Jan. 15 (Bloomberg) -- A case of 2005 wine from Chateau Cos d’Estournel, a second-growth Saint-Estephe estate, fetched 1,160 pounds ($1,910) on Liv-ex yesterday, within 6 percent of its cheapest level in more than six years.
The trade followed three cases selling for 1,150 pounds on Dec. 17 and Dec. 19, the lowest price in four years, and three others fetching 1,100 pounds on Dec. 17, the lowest since 2007, according to data on Liv-ex’s Cellar Watch website. Another 12 bottles sold the same day for 1,210 pounds.
The Liv-ex Fine Wine 50 Index has held stable since the start of this year after falling 3 percent last year, 10 percent in 2012 and 17 percent in 2011. Muted investor demand for top Bordeaux has reduced the proportion of first-growth wines traded on Liv-ex and is weighing on prices of other leading estates.
The Liv-ex Investables fell 0.4 percent in December, leaving it with a gain of 0.1 percent for the year, Liv-ex said in a market commentary blog, noting broader measures of wine performance in Bordeaux and elsewhere outperformed the narrower Liv-ex 50. It also said that for some regions “typical year-end volatility on light volumes meant that price movements were relatively arbitrary.”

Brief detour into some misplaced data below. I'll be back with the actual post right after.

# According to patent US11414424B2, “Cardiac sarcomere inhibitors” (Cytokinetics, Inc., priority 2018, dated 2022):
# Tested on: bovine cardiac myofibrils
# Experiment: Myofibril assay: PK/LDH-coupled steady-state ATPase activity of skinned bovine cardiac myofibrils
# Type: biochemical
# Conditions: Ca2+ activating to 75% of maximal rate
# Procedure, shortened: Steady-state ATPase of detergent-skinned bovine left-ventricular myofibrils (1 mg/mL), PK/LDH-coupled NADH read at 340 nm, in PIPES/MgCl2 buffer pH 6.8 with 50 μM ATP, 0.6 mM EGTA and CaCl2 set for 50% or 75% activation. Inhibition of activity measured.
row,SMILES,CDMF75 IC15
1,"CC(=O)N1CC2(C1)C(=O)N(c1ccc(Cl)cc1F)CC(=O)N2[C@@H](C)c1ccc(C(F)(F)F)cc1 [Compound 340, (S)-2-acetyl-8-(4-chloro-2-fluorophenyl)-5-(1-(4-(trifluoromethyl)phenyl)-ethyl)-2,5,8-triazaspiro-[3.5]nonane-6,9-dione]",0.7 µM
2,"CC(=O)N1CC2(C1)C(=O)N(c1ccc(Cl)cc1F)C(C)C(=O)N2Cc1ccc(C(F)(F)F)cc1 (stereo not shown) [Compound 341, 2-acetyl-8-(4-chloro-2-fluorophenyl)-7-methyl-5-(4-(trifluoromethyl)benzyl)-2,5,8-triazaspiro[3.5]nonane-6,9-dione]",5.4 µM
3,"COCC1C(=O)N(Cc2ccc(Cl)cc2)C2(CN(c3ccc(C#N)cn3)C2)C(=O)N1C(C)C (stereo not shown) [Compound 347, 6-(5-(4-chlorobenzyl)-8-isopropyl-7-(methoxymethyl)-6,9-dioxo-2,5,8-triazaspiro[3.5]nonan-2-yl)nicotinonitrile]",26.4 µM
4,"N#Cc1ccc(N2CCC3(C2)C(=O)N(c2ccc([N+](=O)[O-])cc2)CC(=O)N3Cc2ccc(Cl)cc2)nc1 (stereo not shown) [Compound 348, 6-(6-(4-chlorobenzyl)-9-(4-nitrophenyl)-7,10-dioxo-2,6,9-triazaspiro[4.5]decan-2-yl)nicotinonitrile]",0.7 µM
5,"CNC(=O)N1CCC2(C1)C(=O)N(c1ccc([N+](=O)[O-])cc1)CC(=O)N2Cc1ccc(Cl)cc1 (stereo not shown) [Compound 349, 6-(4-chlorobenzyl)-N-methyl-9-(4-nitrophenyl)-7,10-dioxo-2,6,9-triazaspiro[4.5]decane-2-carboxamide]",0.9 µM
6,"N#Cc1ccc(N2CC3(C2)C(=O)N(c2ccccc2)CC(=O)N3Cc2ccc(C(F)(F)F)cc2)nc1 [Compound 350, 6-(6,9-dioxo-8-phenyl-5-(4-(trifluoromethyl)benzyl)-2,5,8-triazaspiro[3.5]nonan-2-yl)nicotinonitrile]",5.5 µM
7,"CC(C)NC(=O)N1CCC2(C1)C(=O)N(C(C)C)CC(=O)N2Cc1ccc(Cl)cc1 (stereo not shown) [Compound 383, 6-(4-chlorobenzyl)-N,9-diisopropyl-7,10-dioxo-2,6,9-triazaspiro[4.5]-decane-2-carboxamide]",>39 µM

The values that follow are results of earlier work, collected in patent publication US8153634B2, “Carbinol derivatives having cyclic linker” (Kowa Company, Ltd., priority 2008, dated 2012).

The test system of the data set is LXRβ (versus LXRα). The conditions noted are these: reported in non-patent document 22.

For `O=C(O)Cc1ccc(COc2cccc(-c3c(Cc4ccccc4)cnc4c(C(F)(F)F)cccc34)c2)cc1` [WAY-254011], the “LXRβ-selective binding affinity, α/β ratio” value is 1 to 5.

Cos d’Estournel 2005 has dropped 33 percent from its peak of 1,730 pounds a case on Liv-ex in July 2011, and is still up 16 percent from the 999 pounds at which it traded in June 2006 when it was released to the market.
In the international auction market, a single case sold at Christie’s in New York in November for $2,205.
The 2005 vintage is the fourth most expensive Cos d’Estournel of the past 10 years, behind only the 2010, 2009 and 2003 wines, according to merchant data collated by Liv-ex.
The 2005 Cos d’Estournel was given a 98-point rating by U.S. wine critic Robert Parker in an online tasting note in April 2008, putting it among the top three wines produced by the estate in the past decade.
Cos d’Estournel is located in Saint-Estephe, north of close neighbor Chateau Lafite Rothschild, and was designated a second-growth estate in the classification drawn up for Napoleon III’s 1855 Paris Exhibition, which remains in force throughout the Medoc region.
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